Getting To Know Your Pelvic Floor
December 31, 2015

Getting To Know Your Pelvic Floor

We are pleased to present a guest blog by Melissa VanKampen, PTA. Melissa has been working in the field of physical therapy for 18 years with the last 8 focusing on pelvic health in particular. She works for Northern Physical Therapy in Coopersville, MI. though Northern has six locations with several of them offering pelvic health therapy. If you have any questions or concerns regarding YOUR pelvic health please feel free to contact Melissa at melissavankampen at or 616.997.6172.

We have all heard the term “pelvic floor” especially in the last 5 years, everyone from Good Housekeeping to Cosmo has an opinion on what to do with it, what it should look like and what is “normal”. Most women don’t find it an easy subject to address even with friends let alone their health professional. When they do muster the courage to bring it up, they are told it is normal or it is just something they have to live with. So let’s find out what your pelvic floor really is and does for you.

What is your pelvic floor? It is a group of muscles that connect from your tailbone to your pubic bone with many fascial attachments. It has 3 muscle layers that have distinct functions and plays a role in everything you do throughout a day.

The pelvic floor has 3 basic functions:
Organ support: It is the bottom end of the canister that forms your “core” with your diaphragm being the top and the abdominals forming the body of the can. These muscles working together keep your intestines, bladder, and uterus where they should be in your body. Symptoms of heaviness, pressure , aching in your pelvis, or the feeling that something is “falling out” signal that those muscle may not be working as well as they should be.

Continence: If you are leaking urine at times or in places that you don’t want to be, you probably have some form of INcontinence. This is not a normal process of aging or childbirth. You may also experience fecal incontinence. This is often because the muscles are not strong enough to hold against gravity or they may be experiencing another kind of dysfunction. Other signs of dysfunction are the feeling of having to urinate all the time, or not feeling that you empty your bladder when you go.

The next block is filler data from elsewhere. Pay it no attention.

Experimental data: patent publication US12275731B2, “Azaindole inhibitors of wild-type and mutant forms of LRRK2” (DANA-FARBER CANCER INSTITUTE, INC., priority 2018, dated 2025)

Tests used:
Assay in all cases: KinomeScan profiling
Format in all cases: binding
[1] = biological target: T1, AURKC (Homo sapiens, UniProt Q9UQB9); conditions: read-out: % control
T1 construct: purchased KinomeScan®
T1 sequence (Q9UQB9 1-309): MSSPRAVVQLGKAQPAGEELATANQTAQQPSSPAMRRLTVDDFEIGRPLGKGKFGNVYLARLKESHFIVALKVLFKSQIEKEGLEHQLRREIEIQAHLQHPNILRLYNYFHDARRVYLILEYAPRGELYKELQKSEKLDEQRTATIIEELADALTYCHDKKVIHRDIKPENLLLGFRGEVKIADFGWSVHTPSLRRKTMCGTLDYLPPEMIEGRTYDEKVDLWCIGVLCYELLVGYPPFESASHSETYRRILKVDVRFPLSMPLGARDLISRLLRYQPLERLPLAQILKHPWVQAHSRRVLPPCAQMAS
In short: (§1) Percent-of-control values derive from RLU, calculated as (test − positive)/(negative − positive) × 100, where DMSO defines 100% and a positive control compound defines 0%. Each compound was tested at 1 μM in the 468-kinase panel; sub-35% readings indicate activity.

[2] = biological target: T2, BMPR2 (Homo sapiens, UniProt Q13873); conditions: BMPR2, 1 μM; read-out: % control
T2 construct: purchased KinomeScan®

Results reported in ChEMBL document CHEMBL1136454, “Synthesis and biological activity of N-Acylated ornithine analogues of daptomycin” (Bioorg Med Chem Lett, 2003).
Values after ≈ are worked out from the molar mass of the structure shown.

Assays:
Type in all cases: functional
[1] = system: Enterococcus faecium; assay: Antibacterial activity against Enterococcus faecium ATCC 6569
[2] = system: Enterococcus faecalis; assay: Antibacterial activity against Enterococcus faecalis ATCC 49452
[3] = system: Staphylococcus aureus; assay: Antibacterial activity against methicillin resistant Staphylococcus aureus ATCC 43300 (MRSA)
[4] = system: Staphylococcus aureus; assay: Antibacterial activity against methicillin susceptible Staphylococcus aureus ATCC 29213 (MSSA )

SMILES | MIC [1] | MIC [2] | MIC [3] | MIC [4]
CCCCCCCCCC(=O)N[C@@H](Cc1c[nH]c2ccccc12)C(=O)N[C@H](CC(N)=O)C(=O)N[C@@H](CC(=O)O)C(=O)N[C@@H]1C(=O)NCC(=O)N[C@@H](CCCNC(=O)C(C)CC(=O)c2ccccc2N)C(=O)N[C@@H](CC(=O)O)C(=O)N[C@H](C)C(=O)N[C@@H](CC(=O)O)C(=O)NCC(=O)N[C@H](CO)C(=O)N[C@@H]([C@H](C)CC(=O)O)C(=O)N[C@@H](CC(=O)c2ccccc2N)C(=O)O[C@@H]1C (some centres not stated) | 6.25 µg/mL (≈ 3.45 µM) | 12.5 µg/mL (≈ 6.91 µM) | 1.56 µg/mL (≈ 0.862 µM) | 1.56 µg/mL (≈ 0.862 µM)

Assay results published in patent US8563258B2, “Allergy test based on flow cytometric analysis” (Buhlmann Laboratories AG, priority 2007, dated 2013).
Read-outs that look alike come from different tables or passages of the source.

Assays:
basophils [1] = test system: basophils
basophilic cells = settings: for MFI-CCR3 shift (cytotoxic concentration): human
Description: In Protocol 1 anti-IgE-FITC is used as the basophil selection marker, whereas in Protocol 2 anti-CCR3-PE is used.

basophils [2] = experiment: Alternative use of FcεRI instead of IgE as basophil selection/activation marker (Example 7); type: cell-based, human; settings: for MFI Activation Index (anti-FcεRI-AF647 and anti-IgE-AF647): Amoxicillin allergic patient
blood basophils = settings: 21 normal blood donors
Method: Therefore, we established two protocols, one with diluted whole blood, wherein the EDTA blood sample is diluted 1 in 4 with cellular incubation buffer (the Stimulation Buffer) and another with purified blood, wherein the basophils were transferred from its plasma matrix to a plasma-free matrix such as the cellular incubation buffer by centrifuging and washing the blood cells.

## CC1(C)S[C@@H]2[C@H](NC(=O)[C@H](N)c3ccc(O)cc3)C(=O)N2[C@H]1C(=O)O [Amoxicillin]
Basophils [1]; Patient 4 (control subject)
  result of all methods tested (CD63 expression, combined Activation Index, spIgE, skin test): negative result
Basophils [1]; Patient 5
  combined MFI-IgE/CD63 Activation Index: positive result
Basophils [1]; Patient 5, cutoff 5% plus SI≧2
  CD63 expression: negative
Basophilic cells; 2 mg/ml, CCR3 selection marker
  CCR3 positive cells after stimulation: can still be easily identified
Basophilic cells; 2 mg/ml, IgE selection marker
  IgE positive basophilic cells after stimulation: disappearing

Sexual appreciation: the ability to experience arousal, intercourse and orgasm. Pain with intercourse is a sign that the pelvic floor muscles may be spasmed or you may have some scar tissue from a surgical procedure.

All of these functions can be affected by diet, lifestyle, childbirth, surgical procedures, hormonal changes, disease processes , or biomechanical dysfunctions. A trained pelvic therapist will go through a thorough history to determine what the cause of your symptoms may be. They will then develop a custom treatment to restore balance back to your body. That is why it is so important to begin a conversation with a health care professional such as your doctor or pelvic health trained physical therapist to address how they can help you with your specific needs. Trust your instincts, you know what is “right” for your body.